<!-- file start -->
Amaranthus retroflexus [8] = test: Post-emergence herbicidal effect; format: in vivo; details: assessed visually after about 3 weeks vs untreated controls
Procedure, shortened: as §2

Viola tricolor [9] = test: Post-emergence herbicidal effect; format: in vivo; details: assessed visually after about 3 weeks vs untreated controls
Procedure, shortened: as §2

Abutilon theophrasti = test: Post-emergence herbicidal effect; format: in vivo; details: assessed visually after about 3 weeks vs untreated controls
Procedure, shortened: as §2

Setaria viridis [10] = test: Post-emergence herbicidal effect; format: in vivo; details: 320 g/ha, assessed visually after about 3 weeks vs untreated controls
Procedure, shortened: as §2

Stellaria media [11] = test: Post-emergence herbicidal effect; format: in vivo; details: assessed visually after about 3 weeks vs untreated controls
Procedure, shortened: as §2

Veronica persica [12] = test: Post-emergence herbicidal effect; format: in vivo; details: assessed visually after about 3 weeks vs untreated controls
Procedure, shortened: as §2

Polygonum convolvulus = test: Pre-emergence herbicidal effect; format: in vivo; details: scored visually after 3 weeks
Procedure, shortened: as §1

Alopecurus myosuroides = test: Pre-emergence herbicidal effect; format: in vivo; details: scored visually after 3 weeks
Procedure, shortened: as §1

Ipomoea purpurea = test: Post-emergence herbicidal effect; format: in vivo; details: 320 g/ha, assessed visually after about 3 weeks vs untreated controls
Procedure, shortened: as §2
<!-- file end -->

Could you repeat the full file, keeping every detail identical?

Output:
Amaranthus retroflexus [8] = test: Post-emergence herbicidal effect; format: in vivo; details: assessed visually after about 3 weeks vs untreated controls
Procedure, shortened: as §2

Viola tricolor [9] = test: Post-emergence herbicidal effect; format: in vivo; details: assessed visually after about 3 weeks vs untreated controls
Procedure, shortened: as §2

Abutilon theophrasti = test: Post-emergence herbicidal effect; format: in vivo; details: assessed visually after about 3 weeks vs untreated controls
Procedure, shortened: as §2

Setaria viridis [10] = test: Post-emergence herbicidal effect; format: in vivo; details: 320 g/ha, assessed visually after about 3 weeks vs untreated controls
Procedure, shortened: as §2

Stellaria media [11] = test: Post-emergence herbicidal effect; format: in vivo; details: assessed visually after about 3 weeks vs untreated controls
Procedure, shortened: as §2

Veronica persica [12] = test: Post-emergence herbicidal effect; format: in vivo; details: assessed visually after about 3 weeks vs untreated controls
Procedure, shortened: as §2

Polygonum convolvulus = test: Pre-emergence herbicidal effect; format: in vivo; details: scored visually after 3 weeks
Procedure, shortened: as §1

Alopecurus myosuroides = test: Pre-emergence herbicidal effect; format: in vivo; details: scored visually after 3 weeks
Procedure, shortened: as §1

Ipomoea purpurea = test: Post-emergence herbicidal effect; format: in vivo; details: 320 g/ha, assessed visually after about 3 weeks vs untreated controls
Procedure, shortened: as §2